Clostridium difficile, also known as C Diff is a species of Gram-positive spore-forming bacterium .
Microorganisms can be spread from person-to-person by touch or by direct contact, making C Diff a contagious infection.
Some individuals are carriers of the bacterium but have no symptoms.
The infection can be detected by a sample of your stool.
Some of the lab tests used to determine C diff include enzyme immunoassay, cell cytotoxicity assay, and polymerase chain reaction.
Testing for C Diff is unnecessary if you are not having diarrhea or watery stools.
The infection can be treated in two ways, with conventional antibiotics, but also with a special C Diff diet.
What does diet have with C Diff?
C Diff is actually a bacteria that can cause severe diarrhea, but also nausea, fever, and stomach pain.
People in medical care who require antibiotics for an extended period of time are at greater risk of C diff.
The main symptom of C diff is severe diarrhea, which then leads to dehydration and inability to absorb nutrients in food .
Therefore, what you eat during and after treatment is crucial to your wellbeing.
We all know nutrition has a significant impact on our health.
But for patients with C diff, that is even more important.
What is crucial during the treatment is that you consume foods that are easy on your stomach and help you control diarrhea.
Being that malabsorption is a side effect of C diff, during and after treatment you should focus on foods with high nutritional value.
Conventional Treatment for C Diff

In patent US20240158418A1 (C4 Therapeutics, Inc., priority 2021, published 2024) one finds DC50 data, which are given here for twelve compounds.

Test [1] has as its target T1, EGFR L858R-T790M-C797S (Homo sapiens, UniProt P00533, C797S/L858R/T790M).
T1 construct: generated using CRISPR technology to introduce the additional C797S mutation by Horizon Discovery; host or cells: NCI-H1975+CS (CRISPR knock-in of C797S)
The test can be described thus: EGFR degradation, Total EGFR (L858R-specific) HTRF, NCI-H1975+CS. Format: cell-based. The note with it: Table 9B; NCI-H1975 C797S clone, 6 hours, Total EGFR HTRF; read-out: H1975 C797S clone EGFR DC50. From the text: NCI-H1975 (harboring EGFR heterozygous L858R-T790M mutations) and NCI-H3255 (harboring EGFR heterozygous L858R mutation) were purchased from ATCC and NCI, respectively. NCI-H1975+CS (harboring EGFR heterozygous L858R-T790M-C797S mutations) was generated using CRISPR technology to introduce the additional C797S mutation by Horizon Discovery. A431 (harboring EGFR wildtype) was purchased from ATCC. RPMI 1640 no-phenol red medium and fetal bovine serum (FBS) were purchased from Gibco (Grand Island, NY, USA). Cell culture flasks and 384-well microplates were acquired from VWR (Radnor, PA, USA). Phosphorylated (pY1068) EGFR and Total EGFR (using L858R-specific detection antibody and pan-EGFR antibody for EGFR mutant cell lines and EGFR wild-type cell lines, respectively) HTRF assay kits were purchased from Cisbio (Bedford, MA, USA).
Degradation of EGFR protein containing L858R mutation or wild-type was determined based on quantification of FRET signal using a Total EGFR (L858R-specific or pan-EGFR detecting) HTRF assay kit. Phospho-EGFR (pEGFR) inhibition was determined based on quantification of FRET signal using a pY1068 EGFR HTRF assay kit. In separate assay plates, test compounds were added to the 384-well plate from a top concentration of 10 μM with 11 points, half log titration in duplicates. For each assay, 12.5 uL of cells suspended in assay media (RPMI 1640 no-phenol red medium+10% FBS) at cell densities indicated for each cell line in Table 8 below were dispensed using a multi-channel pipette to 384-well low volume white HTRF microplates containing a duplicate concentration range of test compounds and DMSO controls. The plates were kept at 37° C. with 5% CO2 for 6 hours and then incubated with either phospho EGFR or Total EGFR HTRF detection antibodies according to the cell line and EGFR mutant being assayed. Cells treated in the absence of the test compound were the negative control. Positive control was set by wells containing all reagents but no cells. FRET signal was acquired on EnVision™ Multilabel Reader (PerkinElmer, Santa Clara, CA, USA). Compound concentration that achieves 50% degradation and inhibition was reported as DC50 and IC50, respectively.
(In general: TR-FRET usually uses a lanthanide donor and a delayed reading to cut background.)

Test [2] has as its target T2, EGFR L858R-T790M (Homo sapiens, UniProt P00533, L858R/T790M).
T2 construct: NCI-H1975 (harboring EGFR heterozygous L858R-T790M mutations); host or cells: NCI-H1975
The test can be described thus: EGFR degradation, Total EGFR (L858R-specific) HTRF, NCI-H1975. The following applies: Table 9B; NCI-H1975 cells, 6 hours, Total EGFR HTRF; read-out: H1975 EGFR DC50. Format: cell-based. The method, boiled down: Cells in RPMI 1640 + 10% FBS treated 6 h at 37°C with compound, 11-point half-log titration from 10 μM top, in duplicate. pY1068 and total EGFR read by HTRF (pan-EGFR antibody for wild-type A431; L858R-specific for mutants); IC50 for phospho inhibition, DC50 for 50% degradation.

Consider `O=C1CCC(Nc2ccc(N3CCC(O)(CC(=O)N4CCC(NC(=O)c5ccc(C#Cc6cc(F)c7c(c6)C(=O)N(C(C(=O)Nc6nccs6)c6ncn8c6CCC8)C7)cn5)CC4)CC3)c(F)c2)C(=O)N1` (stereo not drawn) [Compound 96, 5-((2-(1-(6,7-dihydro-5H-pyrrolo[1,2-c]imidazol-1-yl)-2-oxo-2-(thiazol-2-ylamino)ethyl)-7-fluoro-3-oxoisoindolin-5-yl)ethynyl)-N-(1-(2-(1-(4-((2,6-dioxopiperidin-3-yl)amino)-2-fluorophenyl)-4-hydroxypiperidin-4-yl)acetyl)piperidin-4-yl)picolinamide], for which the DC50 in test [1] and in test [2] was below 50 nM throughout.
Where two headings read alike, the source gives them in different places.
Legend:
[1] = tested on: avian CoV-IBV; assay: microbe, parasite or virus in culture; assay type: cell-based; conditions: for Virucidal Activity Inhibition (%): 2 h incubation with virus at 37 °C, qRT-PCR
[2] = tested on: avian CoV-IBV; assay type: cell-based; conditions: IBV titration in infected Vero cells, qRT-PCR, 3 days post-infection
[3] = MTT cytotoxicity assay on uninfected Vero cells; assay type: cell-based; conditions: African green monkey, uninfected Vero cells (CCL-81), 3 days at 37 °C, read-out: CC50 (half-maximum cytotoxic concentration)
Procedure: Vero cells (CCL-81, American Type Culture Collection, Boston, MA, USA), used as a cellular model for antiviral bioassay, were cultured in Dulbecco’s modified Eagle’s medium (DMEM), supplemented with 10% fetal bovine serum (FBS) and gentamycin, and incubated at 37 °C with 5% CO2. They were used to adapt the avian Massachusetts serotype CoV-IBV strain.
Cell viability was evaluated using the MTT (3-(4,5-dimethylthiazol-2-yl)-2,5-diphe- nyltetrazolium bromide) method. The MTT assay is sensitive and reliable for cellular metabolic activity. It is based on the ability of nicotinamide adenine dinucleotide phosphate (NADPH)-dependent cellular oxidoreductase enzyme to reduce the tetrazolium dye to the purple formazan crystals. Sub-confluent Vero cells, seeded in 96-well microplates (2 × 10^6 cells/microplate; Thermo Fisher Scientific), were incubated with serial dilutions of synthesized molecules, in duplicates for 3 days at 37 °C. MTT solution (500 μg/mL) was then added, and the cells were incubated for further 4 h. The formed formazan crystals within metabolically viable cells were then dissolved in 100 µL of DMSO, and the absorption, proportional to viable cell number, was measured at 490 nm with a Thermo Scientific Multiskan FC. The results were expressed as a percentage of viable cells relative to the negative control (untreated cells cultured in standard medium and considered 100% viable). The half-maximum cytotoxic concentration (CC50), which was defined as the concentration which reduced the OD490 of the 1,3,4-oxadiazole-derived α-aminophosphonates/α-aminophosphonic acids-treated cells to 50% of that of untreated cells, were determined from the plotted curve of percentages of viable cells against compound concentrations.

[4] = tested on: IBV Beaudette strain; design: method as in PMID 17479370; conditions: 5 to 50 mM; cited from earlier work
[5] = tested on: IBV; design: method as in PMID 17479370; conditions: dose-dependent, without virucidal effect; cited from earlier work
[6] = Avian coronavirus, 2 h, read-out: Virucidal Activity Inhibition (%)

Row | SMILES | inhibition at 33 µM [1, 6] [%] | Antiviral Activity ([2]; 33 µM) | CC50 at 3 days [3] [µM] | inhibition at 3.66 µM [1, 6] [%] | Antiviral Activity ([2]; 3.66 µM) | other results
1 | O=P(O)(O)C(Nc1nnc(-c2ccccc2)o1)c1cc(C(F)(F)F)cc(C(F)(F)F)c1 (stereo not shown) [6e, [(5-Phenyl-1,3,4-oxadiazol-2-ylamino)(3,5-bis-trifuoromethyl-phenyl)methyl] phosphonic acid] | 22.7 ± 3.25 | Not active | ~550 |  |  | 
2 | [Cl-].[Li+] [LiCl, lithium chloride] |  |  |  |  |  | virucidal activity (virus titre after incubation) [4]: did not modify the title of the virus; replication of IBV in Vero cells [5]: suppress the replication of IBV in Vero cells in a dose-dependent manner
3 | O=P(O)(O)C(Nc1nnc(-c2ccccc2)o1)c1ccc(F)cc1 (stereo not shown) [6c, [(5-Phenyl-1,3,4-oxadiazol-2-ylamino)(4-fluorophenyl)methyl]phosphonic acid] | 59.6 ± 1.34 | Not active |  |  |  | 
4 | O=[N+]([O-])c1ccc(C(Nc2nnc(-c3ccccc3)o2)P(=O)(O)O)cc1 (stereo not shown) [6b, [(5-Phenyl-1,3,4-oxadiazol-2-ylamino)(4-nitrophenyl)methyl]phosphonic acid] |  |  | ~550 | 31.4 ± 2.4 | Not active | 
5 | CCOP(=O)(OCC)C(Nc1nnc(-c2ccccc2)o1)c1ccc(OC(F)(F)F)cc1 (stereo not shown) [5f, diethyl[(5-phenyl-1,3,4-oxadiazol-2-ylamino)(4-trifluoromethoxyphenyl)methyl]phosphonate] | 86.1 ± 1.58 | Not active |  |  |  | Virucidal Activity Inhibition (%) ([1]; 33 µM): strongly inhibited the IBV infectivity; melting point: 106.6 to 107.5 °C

The first step in treating C diff is to stop taking the antibiotics that can trigger the infection.
Depending on the severity of the condition, your physician will prescribe the following treatments:
- Antibiotics for mild to moderate infection. The irony is that the standard treatment for C diff is actually another antibiotic. These antibiotics keep C diff from growing, and prevent diarrhea and other complications that can happen
- For more severe and recurrent cases, doctors prescribe more potent antibiotics, taken orally 
- If you experience severe pain, and organ failure, surgery to remove the diseased portion of the colon might be the only option doctors have. But this happens in very rare cases
What to eat?
As mentioned previously, the C Diff diet is an integral part of your treatment.
During and after infection, what you eat might make the difference between sleek and easy recovery, and an irritating and challenging recovery.
The key to restoring bacteria balance in your gut is consuming more probiotics.
Known as the “good bacteria”, probiotics are friendly and live bacteria that can combat the C diff germ.
Probiotics are usually found in yogurt, fermented foods, and kefir.
Probiotics help in two ways.
They battle the germs, but also prevent and reduce diarrhea.
We mentioned that dehydration is a common side effect of C diff.
Therefore, it is crucial that you replenish fluids in your body during treatment.
Drink a lot of water and broth-based soups that are also high in healthy nutrients.
Calcium is another important ingredient you need during C Diff diet.
You can source it either from dairy products, or from almond milk, hemp milk, and soy milk.